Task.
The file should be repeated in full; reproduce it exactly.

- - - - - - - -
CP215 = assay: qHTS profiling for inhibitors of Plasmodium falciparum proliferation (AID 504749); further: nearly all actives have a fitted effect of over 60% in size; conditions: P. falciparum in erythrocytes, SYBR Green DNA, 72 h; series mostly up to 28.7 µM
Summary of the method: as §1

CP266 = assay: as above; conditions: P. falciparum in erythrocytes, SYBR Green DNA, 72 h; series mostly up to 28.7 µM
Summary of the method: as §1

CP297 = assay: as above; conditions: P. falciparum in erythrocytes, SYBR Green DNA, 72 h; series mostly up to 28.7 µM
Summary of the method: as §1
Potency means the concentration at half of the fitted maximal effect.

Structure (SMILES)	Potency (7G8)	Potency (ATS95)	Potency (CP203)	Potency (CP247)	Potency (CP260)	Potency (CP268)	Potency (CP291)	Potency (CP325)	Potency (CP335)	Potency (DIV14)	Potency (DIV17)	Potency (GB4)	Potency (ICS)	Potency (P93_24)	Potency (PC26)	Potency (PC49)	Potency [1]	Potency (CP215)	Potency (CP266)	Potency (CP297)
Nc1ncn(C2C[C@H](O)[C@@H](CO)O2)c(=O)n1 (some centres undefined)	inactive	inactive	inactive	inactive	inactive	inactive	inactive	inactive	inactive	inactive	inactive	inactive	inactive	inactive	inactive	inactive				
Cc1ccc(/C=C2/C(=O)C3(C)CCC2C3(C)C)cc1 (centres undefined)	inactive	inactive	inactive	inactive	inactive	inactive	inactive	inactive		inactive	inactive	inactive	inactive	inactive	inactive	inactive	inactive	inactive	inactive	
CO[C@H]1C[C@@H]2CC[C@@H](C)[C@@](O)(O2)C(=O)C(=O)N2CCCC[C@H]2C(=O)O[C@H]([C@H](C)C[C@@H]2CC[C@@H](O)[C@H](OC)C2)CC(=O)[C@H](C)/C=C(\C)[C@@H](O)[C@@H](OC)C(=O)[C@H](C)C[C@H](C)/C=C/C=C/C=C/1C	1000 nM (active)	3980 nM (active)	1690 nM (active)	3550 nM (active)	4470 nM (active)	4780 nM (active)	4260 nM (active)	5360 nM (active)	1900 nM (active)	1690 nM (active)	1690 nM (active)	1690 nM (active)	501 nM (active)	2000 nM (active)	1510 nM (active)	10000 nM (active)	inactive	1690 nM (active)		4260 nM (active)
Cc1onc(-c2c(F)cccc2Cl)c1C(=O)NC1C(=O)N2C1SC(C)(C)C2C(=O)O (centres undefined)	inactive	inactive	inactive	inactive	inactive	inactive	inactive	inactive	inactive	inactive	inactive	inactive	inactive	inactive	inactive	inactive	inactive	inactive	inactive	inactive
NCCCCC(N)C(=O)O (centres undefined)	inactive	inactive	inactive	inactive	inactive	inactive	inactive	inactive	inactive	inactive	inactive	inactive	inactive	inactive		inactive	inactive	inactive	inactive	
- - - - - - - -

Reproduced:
CP215 = assay: qHTS profiling for inhibitors of Plasmodium falciparum proliferation (AID 504749); further: nearly all actives have a fitted effect of over 60% in size; conditions: P. falciparum in erythrocytes, SYBR Green DNA, 72 h; series mostly up to 28.7 µM
Summary of the method: as §1

CP266 = assay: as above; conditions: P. falciparum in erythrocytes, SYBR Green DNA, 72 h; series mostly up to 28.7 µM
Summary of the method: as §1

CP297 = assay: as above; conditions: P. falciparum in erythrocytes, SYBR Green DNA, 72 h; series mostly up to 28.7 µM
Summary of the method: as §1
Potency means the concentration at half of the fitted maximal effect.

Structure (SMILES)	Potency (7G8)	Potency (ATS95)	Potency (CP203)	Potency (CP247)	Potency (CP260)	Potency (CP268)	Potency (CP291)	Potency (CP325)	Potency (CP335)	Potency (DIV14)	Potency (DIV17)	Potency (GB4)	Potency (ICS)	Potency (P93_24)	Potency (PC26)	Potency (PC49)	Potency [1]	Potency (CP215)	Potency (CP266)	Potency (CP297)
Nc1ncn(C2C[C@H](O)[C@@H](CO)O2)c(=O)n1 (some centres undefined)	inactive	inactive	inactive	inactive	inactive	inactive	inactive	inactive	inactive	inactive	inactive	inactive	inactive	inactive	inactive	inactive				
Cc1ccc(/C=C2/C(=O)C3(C)CCC2C3(C)C)cc1 (centres undefined)	inactive	inactive	inactive	inactive	inactive	inactive	inactive	inactive		inactive	inactive	inactive	inactive	inactive	inactive	inactive	inactive	inactive	inactive	
CO[C@H]1C[C@@H]2CC[C@@H](C)[C@@](O)(O2)C(=O)C(=O)N2CCCC[C@H]2C(=O)O[C@H]([C@H](C)C[C@@H]2CC[C@@H](O)[C@H](OC)C2)CC(=O)[C@H](C)/C=C(\C)[C@@H](O)[C@@H](OC)C(=O)[C@H](C)C[C@H](C)/C=C/C=C/C=C/1C	1000 nM (active)	3980 nM (active)	1690 nM (active)	3550 nM (active)	4470 nM (active)	4780 nM (active)	4260 nM (active)	5360 nM (active)	1900 nM (active)	1690 nM (active)	1690 nM (active)	1690 nM (active)	501 nM (active)	2000 nM (active)	1510 nM (active)	10000 nM (active)	inactive	1690 nM (active)		4260 nM (active)
Cc1onc(-c2c(F)cccc2Cl)c1C(=O)NC1C(=O)N2C1SC(C)(C)C2C(=O)O (centres undefined)	inactive	inactive	inactive	inactive	inactive	inactive	inactive	inactive	inactive	inactive	inactive	inactive	inactive	inactive	inactive	inactive	inactive	inactive	inactive	inactive
NCCCCC(N)C(=O)O (centres undefined)	inactive	inactive	inactive	inactive	inactive	inactive	inactive	inactive	inactive	inactive	inactive	inactive	inactive	inactive		inactive	inactive	inactive	inactive	